Know the environment of the company you are interviewing to work for, said Guy. That means you should do some research on the company when you get the call to attend an interview. What kind of dress does the company promote? Guy said there are three types: business, business casual and casual. Business dress, she said, includes tailored suits, dresses and jackets. Colours should be solid, as in brown, black or navy blue. Business casual, she said, comprises a jacket, with an inner blouse and skirt; for a man, a jacket and shirt with jeans or dockers. Jewelry, advised Guy, should not be too gaudy. “If it can be worn at a nightclub or mall, then don’t wear it, don’t distract me,” she said.
Answering the tricky questions
There are standard questions asked in every interview, the answers for which appear not to be that straightforward. Guy gives an outline of the type of answers that you could give for some of these questions. Tell me about yourself... Instead of launching into a diatribe about that time at band camp, relax, said Guy. This question, she said, is intended to get you into a comfort zone. You can talk a little about your family and what kind of values were instilled in you, the type of responsibilities you had at home or the things you like about yourself.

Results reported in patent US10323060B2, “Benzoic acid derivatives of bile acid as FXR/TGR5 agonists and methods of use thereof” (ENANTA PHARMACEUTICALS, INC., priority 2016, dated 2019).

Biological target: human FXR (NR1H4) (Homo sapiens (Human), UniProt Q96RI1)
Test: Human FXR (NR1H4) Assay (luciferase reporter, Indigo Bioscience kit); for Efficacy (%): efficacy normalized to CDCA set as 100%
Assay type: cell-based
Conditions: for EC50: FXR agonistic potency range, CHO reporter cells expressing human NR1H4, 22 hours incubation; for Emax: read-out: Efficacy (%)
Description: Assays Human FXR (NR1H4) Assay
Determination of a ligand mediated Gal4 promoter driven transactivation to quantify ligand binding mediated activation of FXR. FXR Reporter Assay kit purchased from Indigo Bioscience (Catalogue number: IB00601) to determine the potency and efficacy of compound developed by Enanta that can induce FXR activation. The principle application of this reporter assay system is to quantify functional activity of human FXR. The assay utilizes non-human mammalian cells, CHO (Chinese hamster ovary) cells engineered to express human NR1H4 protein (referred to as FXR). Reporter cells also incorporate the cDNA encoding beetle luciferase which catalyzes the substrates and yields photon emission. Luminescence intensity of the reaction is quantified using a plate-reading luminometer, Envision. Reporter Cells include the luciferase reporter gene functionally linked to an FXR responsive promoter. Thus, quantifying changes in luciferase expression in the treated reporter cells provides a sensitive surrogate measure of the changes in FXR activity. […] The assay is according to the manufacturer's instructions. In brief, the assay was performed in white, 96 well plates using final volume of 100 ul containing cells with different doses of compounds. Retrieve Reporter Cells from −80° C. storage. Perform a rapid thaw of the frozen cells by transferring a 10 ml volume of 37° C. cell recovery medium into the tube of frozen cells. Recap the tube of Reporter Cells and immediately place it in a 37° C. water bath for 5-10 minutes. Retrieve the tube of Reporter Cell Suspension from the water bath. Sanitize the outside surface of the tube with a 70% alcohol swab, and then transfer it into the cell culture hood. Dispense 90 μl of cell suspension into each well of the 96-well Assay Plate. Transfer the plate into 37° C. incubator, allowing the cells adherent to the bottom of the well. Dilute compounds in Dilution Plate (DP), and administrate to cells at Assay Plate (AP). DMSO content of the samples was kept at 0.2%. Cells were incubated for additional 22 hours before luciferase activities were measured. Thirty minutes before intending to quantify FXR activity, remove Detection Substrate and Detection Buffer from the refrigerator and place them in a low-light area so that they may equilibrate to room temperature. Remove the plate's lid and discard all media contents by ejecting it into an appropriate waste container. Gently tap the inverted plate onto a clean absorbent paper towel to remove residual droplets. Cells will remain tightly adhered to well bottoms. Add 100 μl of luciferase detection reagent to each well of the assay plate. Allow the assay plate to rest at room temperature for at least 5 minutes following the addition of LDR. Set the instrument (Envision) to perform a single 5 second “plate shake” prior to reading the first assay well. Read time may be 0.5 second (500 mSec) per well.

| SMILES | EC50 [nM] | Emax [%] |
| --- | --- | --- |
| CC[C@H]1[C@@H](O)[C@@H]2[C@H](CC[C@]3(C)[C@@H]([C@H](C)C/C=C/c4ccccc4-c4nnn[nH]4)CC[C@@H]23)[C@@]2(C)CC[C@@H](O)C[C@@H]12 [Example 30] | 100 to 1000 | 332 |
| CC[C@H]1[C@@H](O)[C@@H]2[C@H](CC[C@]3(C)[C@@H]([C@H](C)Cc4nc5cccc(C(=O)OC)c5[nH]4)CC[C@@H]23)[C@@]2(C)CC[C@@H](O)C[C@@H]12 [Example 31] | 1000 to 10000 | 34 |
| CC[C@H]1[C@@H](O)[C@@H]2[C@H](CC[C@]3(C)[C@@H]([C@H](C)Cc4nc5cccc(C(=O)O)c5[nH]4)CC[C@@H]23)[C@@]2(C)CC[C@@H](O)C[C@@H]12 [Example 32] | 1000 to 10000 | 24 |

Where do you see yourself in five years?
If your intention is to go abroad to study or take the interviewer’s job, chances are complete honesty will not get you hired. But Guy advises that you should always be honest. You can state what you want to do without being specific, she said. “Instead of saying the specific thing you want to do, which might be to start your own company, say you want to hold a senior position in any company you work in,” she said. Why should I hire you? “Be honest. Say, ‘This is what I am looking for...’ and ‘I can bring this to the job...’ “You might want to get personal and talk about your skills and experience. You can say you can work and support the people you are working with, or you want to ensure the company you are working for will succeed,” said Guy.
Always ask questions
Guy said you should always ask a question at the end of the interview, to show there is a certain maturity that you can bring to the company and position. Ask general things, she said, such as: “Is the organisation poised for development?”; “To whom will I be reporting?”; “How is the company structured?” or “Is the salary level comparable to the industry?”
edited article courtesy of Trinidad Guardian, November 6, 2003
By Laura Dowrich